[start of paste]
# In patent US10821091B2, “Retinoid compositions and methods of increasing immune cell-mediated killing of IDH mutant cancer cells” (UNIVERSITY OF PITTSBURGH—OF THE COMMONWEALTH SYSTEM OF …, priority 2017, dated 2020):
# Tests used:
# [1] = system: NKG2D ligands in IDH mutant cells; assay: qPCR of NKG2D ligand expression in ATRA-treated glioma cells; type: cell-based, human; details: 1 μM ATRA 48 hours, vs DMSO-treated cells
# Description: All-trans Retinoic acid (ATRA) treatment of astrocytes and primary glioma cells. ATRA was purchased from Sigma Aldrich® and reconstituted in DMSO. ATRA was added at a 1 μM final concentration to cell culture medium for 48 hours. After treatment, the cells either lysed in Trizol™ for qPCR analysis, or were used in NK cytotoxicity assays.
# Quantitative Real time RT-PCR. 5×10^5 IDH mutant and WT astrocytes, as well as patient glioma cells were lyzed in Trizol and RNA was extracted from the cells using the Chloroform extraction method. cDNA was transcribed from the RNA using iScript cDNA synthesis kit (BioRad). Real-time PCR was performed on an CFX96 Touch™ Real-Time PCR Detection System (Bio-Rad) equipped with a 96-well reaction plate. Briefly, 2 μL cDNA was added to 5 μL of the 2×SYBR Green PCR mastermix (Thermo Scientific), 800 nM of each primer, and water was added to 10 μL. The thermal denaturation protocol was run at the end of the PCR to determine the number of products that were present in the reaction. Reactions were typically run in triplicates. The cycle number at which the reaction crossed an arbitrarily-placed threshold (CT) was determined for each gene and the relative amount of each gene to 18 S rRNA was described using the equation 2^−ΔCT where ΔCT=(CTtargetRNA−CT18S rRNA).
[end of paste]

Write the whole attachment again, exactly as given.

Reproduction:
# In patent US10821091B2, “Retinoid compositions and methods of increasing immune cell-mediated killing of IDH mutant cancer cells” (UNIVERSITY OF PITTSBURGH—OF THE COMMONWEALTH SYSTEM OF …, priority 2017, dated 2020):
# Tests used:
# [1] = system: NKG2D ligands in IDH mutant cells; assay: qPCR of NKG2D ligand expression in ATRA-treated glioma cells; type: cell-based, human; details: 1 μM ATRA 48 hours, vs DMSO-treated cells
# Description: All-trans Retinoic acid (ATRA) treatment of astrocytes and primary glioma cells. ATRA was purchased from Sigma Aldrich® and reconstituted in DMSO. ATRA was added at a 1 μM final concentration to cell culture medium for 48 hours. After treatment, the cells either lysed in Trizol™ for qPCR analysis, or were used in NK cytotoxicity assays.
# Quantitative Real time RT-PCR. 5×10^5 IDH mutant and WT astrocytes, as well as patient glioma cells were lyzed in Trizol and RNA was extracted from the cells using the Chloroform extraction method. cDNA was transcribed from the RNA using iScript cDNA synthesis kit (BioRad). Real-time PCR was performed on an CFX96 Touch™ Real-Time PCR Detection System (Bio-Rad) equipped with a 96-well reaction plate. Briefly, 2 μL cDNA was added to 5 μL of the 2×SYBR Green PCR mastermix (Thermo Scientific), 800 nM of each primer, and water was added to 10 μL. The thermal denaturation protocol was run at the end of the PCR to determine the number of products that were present in the reaction. Reactions were typically run in triplicates. The cycle number at which the reaction crossed an arbitrarily-placed threshold (CT) was determined for each gene and the relative amount of each gene to 18 S rRNA was described using the equation 2^−ΔCT where ΔCT=(CTtargetRNA−CT18S rRNA).